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Attorney: Former controller not sharing audits with commission ‘unusual,’ not illegal

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MONTCALM COUNTY, Mich. — An attorney with the law firm officially hired on Monday by the county to investigate a looming $1.5 million budget deficit said the former county controller's decision not to review annual audits with commissioners for several years was unusual, but not illegal.

Officials in Montcalm County are staring down a ballooning deficit, compounded by recent revelations that roughly $2 million had been taken out of the county's savings annually to balance the budget since 2012, ultimately amounting to nearly $9 million in savings drained in just four years.

On Monday, the county board of commissioners unanimously approved the hiring of the Clark Hill law firm from Detroit to investigate previous budgetary practices and formulate a plan to balance future budgets. Commissioners also approved contracting with Municipal Financial Consultants Inc. to assist Clark Hill in the investigation.

“We’re satisfied, at least I am personally, that a good deal of what led up to this was not disclosed properly to the board of commissioners," John Axe, attorney for Clark Hill, said during Monday's commission meeting.

Axe said his preliminary review of the situation revealed that in the past four years, auditors did not have meetings with the board of commissioners or the chairman of the commission, opting instead only to share information with the former country controller who chose not to review the information with others.

"That may not be illegal, but it is certainly unusual," Axe said. “We will review and we will determine if there were any laws broken at any point along the line.”

Chris Hyzer stepped down as Montcalm's county controller in April to take a job as finance director in Ionia County. Previously, Hyzer had been employed by Abraham & Gaffney, the same firm which had been contracted to perform the annual audits for the county.

Reached by phone late Tuesday, Hyzer told FOX 17 he knew the county had been pulling money from savings to balance the budget during his tenure, but said he was not familiar with the larger figures recently uncovered.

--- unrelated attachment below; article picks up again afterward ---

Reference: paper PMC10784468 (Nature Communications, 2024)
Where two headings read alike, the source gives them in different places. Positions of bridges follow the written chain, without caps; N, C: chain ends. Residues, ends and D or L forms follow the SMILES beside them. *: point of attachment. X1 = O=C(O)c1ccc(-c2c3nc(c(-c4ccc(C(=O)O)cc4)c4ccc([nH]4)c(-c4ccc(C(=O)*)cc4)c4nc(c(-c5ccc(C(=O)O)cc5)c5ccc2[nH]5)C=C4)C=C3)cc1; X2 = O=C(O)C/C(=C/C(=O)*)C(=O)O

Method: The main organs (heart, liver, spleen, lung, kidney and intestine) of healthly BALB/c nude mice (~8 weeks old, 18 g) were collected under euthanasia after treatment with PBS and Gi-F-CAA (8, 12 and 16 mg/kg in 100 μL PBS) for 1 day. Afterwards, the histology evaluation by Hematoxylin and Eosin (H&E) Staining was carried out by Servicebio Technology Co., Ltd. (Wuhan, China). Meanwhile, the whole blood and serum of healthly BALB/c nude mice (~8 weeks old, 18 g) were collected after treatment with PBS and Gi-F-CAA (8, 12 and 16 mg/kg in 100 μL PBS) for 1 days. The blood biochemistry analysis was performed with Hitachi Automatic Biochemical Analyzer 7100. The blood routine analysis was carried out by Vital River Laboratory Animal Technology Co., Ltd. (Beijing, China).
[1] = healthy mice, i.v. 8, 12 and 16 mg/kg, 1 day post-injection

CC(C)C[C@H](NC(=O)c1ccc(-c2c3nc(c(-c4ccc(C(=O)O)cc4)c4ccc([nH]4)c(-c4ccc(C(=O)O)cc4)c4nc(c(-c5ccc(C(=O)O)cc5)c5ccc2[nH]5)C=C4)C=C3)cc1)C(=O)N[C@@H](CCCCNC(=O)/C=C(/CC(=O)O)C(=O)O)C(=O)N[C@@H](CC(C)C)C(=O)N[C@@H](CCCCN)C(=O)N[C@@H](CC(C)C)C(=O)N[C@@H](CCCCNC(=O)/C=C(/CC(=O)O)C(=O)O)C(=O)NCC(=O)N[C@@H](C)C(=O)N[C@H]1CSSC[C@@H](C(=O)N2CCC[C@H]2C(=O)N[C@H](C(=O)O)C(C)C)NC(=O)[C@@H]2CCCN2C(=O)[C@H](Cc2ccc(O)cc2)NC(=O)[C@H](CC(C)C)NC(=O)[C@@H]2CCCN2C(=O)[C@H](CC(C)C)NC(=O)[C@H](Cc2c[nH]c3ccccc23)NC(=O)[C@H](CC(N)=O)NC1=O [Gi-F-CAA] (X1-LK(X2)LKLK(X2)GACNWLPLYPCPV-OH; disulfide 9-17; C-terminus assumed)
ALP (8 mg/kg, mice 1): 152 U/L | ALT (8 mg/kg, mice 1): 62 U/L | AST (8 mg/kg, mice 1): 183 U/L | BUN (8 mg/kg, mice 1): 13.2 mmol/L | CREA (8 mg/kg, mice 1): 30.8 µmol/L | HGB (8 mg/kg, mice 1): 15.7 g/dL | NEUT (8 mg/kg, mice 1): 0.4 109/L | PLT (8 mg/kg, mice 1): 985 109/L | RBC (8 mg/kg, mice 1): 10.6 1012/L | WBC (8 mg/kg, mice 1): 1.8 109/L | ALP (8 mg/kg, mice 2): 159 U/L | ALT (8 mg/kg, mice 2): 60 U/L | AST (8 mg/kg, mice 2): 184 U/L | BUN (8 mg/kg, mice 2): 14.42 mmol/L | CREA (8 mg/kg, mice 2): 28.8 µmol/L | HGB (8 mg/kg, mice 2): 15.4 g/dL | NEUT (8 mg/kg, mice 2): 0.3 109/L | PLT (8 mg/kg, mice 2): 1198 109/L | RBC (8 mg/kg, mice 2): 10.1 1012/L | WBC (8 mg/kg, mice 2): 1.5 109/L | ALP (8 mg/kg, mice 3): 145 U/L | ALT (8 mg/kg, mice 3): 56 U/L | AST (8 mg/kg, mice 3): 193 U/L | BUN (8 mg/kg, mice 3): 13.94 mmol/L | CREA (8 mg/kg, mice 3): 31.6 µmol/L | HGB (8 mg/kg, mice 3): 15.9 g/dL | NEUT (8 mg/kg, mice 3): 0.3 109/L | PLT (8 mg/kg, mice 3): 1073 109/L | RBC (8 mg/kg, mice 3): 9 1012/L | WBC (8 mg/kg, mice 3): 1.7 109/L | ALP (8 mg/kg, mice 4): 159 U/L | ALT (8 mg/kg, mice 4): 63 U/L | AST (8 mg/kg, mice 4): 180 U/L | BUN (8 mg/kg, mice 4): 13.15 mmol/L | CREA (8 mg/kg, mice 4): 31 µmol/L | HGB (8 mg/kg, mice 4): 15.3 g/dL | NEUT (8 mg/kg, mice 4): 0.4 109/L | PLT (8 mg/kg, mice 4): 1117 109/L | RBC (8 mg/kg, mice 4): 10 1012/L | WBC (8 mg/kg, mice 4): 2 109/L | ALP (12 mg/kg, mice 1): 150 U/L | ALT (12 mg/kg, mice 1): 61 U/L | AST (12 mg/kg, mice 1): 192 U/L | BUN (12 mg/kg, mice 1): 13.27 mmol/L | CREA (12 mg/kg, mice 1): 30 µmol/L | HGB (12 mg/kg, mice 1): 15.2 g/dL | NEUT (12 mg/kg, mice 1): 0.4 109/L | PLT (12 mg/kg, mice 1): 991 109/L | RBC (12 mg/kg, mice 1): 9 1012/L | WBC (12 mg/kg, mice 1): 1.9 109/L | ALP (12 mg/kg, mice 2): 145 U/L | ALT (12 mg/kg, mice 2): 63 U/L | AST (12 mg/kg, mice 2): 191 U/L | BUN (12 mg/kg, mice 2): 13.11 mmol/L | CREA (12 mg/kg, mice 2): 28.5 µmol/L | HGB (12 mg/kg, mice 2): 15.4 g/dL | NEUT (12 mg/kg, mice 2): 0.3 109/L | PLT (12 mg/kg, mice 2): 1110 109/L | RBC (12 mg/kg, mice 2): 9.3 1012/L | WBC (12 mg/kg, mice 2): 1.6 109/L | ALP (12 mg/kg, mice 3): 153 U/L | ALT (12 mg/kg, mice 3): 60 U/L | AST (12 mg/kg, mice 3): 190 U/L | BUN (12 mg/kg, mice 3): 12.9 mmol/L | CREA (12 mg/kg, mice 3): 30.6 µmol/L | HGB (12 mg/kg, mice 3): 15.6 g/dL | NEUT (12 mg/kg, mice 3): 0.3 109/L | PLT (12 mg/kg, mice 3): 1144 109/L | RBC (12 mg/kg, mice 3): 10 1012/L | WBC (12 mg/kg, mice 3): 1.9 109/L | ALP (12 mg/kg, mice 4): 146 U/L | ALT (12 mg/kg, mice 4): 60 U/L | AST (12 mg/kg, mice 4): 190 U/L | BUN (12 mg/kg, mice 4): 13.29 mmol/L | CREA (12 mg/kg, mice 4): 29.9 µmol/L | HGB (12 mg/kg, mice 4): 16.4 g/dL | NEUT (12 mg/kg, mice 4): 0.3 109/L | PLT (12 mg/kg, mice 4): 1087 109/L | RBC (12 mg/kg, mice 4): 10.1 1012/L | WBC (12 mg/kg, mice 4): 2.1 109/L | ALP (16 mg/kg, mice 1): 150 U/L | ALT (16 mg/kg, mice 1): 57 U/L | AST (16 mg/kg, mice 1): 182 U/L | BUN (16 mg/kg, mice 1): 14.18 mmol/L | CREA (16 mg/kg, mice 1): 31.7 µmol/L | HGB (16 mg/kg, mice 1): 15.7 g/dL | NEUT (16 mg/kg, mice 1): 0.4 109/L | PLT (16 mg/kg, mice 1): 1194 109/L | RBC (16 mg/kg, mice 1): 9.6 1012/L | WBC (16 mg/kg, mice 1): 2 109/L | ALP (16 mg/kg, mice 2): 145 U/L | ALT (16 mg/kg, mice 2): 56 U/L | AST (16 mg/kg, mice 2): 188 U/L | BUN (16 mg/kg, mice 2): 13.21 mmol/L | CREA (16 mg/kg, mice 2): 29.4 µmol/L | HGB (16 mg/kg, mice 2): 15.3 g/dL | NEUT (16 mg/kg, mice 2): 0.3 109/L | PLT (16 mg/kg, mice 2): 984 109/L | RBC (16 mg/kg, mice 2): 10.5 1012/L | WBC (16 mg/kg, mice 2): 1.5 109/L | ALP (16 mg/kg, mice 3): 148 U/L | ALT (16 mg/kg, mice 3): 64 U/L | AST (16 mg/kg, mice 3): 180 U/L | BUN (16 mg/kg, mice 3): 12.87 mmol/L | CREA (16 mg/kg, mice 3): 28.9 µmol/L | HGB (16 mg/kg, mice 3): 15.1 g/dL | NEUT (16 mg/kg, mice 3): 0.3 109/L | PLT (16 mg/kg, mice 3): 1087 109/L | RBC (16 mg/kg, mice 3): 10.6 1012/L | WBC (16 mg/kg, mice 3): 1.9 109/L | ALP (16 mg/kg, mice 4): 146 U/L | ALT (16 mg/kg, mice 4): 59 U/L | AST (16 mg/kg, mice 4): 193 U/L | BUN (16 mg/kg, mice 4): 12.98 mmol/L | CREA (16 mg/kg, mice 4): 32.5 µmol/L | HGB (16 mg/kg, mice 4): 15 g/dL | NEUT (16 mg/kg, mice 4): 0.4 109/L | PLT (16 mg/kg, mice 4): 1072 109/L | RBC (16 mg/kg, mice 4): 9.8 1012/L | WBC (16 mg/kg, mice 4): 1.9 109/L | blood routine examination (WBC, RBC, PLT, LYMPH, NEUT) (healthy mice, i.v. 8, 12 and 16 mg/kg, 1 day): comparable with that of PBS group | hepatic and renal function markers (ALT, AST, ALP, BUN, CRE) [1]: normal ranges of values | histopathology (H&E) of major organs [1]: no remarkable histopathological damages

"Looking back, it was just poor communication on my part," Hyzer said, admitting he chose not to review audits with commissioners.

Hyzer declined requests to discuss the matter further on camera, saying he was trying to focus on his new duties as finance director of Ionia County.

Bob Clingenpeel took over the duties of controller for Montcalm county in May.

"I’ve known these commissioners for 10 years and they certainly did not know the level we were in," Clingenpeel told FOX 17 on Monday. "My job has really become informing and educating as far as where we’re at.”

Clingenpeel said this year was the first time in four years auditors presented to the full board, "once they presented, we started asking questions."

Patrick Carr, long-time chairman of the board, said under Hyzer's tenure he didn't remember any obvious red flags.

“It’s just hard to imagine why we weren’t aware," Carr said. "We thought we were overspending by a couple hundred thousand dollars out of our fund balance, so it was alarming to figure out we were actually spending that much more than what we thought."

According to averages compiled by Municipal Financial Consultants Inc., the county spent $1.5 million in 2012, $2.3 million in 2013, $2.5 million in 2014, and $2.3 million in 2015 from the general and delinquent tax fund to make up budget shortfalls.

The county needs to reduce its expenses by an estimated $1.5 million, but Clingenpeel admits that estimate could still be low.

County officials are facing down a Sept. 12 deadline to submit a deficit reduction plan to the state. Failure to do so could result in the withholding of a portion of funding provided through revenue sharing.

The county must approve a new budget by Sept. 30.

Asked about the potential for cuts to departments and services, Clingenpeel said everything from parks to public safety is on the table. In May, the county floated the idea of closing the local animal shelter and shuttering some county parks, options that still remain, Clingenpeel said.

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